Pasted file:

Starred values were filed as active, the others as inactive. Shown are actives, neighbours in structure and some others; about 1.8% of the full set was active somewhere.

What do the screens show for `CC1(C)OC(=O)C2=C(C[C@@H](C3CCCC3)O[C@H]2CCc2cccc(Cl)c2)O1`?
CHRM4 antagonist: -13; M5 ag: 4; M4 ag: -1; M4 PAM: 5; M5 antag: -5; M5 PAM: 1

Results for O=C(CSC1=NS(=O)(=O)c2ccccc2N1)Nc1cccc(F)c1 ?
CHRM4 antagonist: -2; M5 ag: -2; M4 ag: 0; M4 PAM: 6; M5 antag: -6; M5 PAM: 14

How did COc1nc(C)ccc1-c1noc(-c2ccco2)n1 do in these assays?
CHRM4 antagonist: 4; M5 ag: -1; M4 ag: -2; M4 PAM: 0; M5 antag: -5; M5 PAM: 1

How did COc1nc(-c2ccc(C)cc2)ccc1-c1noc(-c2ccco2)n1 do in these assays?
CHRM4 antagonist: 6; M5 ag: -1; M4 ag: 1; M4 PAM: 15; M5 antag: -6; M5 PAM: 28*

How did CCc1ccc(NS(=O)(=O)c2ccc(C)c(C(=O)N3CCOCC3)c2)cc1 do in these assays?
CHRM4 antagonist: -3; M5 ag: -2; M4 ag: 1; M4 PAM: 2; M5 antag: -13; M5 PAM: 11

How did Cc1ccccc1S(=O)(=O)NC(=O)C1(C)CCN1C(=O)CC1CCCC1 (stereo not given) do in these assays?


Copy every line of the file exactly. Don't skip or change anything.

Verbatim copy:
Starred values were filed as active, the others as inactive. Shown are actives, neighbours in structure and some others; about 1.8% of the full set was active somewhere.

What do the screens show for `CC1(C)OC(=O)C2=C(C[C@@H](C3CCCC3)O[C@H]2CCc2cccc(Cl)c2)O1`?
CHRM4 antagonist: -13; M5 ag: 4; M4 ag: -1; M4 PAM: 5; M5 antag: -5; M5 PAM: 1

Results for O=C(CSC1=NS(=O)(=O)c2ccccc2N1)Nc1cccc(F)c1 ?
CHRM4 antagonist: -2; M5 ag: -2; M4 ag: 0; M4 PAM: 6; M5 antag: -6; M5 PAM: 14

How did COc1nc(C)ccc1-c1noc(-c2ccco2)n1 do in these assays?
CHRM4 antagonist: 4; M5 ag: -1; M4 ag: -2; M4 PAM: 0; M5 antag: -5; M5 PAM: 1

How did COc1nc(-c2ccc(C)cc2)ccc1-c1noc(-c2ccco2)n1 do in these assays?
CHRM4 antagonist: 6; M5 ag: -1; M4 ag: 1; M4 PAM: 15; M5 antag: -6; M5 PAM: 28*

How did CCc1ccc(NS(=O)(=O)c2ccc(C)c(C(=O)N3CCOCC3)c2)cc1 do in these assays?
CHRM4 antagonist: -3; M5 ag: -2; M4 ag: 1; M4 PAM: 2; M5 antag: -13; M5 PAM: 11

How did Cc1ccccc1S(=O)(=O)NC(=O)C1(C)CCN1C(=O)CC1CCCC1 (stereo not given) do in these assays?